Now, if he has his own judges, he's going to do clamp down on the press, the media, and he's going to rig the elections. Once that happens, you know, we will, again, have a puppet parliament, a puppet prime minister, and all power with Musharraf. Now, therefore, what they're trying to do is, I mean, my protest the day after tomorrow is for the independence of the judiciary and reinstatement of the judges that have been put under house arrest by Musharraf, judges of the supreme court. That is what my protest is.

But we will - I have already - we have formed an alliance among certain political parties. And what we hope is this will go as an opposition to Musharraf. Even if he's going to rig the elections, we are not going to leave the field open for him. But there, again, we will see the extent of oppression. I mean, what if he doesn't allow me outside jail? What if he doesn't even allow us to campaign? So then we might review the decision.

NORRIS: Now, I just wanted to - before I really go, I want to give you an opportunity to answer your critics, because some are saying that what you're really trying to do is raise your own profile, that you're more interested in your personal gain than in the country's political future. And some newspapers have actually asked the question, what does Imran want. What do you say to those critics?

Mr. KHAN: Well, Michele, for, if I was looking for my own gains - and then mine is one of the youngest parties, it's only 11-years-old - surely, I should be aligned with a military general. Anyone who has ever come to par in Pakistan has always joined the military establishment. So I should be aligned with them because I would have a small party. And that's how I would piggyback with them like our prime minister has consistently. So all - the way he has come into power is by joining a military dictator. And, you know, all our previous politicians were actually made by the military dictators or establishment. So clearly, the road I have taken is not the road to take if I was looking for my own personal interest.

Why would I want an independent judiciary and an independent election commission if I was looking out for myself? Because surely, with a new party, it would not be in my interest to have a free and fair election, because free and fair elections would surely suit parties which have much bigger voter base or much more organized of all the parties. I mean, if I was looking out for myself, I should be with Musharraf, who offered me and he's given - in his own interview, he said, that if Imran had stayed with me, he would have been my prime minister. So that would have been the easier route to take rather than asking for free and fair elections and independent judicial system.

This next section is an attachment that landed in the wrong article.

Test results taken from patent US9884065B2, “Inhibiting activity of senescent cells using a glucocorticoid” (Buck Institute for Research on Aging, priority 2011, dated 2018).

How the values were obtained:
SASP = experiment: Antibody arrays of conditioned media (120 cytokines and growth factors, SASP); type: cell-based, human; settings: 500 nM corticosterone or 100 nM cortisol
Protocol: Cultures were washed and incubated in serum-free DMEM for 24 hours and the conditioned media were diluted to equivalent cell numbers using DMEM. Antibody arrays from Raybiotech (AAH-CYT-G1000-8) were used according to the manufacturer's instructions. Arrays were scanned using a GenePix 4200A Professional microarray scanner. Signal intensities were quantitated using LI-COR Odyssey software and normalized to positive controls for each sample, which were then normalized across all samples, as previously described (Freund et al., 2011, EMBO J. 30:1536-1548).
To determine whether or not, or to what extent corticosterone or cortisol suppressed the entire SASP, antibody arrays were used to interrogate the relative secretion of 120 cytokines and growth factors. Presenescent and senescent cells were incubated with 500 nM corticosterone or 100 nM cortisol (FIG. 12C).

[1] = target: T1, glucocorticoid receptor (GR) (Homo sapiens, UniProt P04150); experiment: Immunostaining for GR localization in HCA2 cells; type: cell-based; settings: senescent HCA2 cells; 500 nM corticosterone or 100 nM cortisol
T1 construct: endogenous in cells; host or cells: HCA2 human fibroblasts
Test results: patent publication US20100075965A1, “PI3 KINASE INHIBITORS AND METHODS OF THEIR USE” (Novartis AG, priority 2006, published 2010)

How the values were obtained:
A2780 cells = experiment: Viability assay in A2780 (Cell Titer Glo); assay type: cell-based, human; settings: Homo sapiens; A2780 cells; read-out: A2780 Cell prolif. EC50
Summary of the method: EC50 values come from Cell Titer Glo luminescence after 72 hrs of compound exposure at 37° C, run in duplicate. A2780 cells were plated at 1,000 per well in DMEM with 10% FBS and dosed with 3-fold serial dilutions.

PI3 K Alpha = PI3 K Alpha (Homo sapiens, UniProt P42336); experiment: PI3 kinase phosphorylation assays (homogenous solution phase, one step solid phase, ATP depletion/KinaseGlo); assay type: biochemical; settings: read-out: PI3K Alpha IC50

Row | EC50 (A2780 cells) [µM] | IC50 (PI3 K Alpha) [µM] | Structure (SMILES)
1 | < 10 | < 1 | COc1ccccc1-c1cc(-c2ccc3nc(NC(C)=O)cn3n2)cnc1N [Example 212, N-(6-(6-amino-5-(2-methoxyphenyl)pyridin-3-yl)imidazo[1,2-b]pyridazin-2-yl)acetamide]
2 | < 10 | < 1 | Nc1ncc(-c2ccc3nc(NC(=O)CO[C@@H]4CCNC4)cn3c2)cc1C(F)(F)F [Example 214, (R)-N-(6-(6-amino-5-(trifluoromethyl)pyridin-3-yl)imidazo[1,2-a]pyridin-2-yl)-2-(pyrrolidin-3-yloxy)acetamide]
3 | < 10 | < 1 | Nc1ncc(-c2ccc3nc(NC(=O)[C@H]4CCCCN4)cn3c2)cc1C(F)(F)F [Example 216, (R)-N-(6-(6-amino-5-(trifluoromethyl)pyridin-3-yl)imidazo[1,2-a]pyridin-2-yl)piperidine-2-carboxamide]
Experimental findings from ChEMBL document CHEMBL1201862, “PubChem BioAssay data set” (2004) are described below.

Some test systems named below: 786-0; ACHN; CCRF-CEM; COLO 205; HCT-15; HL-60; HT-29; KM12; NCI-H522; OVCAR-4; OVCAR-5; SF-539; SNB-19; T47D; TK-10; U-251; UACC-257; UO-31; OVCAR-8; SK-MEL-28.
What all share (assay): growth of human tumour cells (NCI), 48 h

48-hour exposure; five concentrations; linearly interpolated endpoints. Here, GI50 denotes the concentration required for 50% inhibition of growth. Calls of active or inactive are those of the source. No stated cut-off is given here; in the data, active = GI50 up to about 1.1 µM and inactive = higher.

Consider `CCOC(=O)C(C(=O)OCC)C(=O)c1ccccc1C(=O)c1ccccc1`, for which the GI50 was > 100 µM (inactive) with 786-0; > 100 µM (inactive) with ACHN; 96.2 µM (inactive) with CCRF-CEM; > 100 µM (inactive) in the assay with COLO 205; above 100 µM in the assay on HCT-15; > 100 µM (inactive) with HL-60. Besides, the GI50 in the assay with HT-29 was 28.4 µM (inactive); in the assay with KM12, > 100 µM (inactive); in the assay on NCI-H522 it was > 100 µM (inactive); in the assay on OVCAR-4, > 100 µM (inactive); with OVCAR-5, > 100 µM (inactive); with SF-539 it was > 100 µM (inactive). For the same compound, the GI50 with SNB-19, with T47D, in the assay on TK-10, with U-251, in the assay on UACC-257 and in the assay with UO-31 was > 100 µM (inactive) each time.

NORRIS: Are you interested in national, political leadership in Pakistan?

Mr. KHAN: Well, if I - absolutely. But I would like to come only with the mandate of the people. If the people vote me in, yes, I would really like to implement my agenda, which is the first party that talked about an independent justice system and a genuine democracy and a welfare state. But I would not want to take any shortcuts. And remember, my party, in 11 years, in two elections, was offered shortcuts.

NORRIS: And just one last question before I let you go, sir. What role could or should the U.S. play in trying to quell this conflict?

Mr. KHAN: Well, I would love the U.S. to play the role which it professes to play in the world, which is to back democracy, rule of law. Unfortunately, George Bush's statement was extremely disheartening for all of us when he backed General Musharraf, despite him sending 14 supreme court judges, putting them under house arrest, destroying our constitution by imposing emergency.

Now, is he standing with one man as opposed to the interest of 160 million people? George Bush should be standing with 160 million people, which means that he should be standing with the democratic process, going for a free and fair election and telling Musharraf that you ruled this country for eight years, the country is in a mess, it's about to implode. It's time to give democracy a chance.

NORRIS: That was Imran Khan. A former cricket superstar, philanthropist and the founder and chairman of Pakistan's Movement for Justice Party.

Copyright © 2007 NPR. All rights reserved. Visit our website terms of use and permissions pages at www.npr.org for further information.

NPR transcripts are created on a rush deadline by Verb8tm, Inc., an NPR contractor, and produced using a proprietary transcription process developed with NPR. This text may not be in its final form and may be updated or revised in the future. Accuracy and availability may vary. The authoritative record of NPR’s programming is the audio record.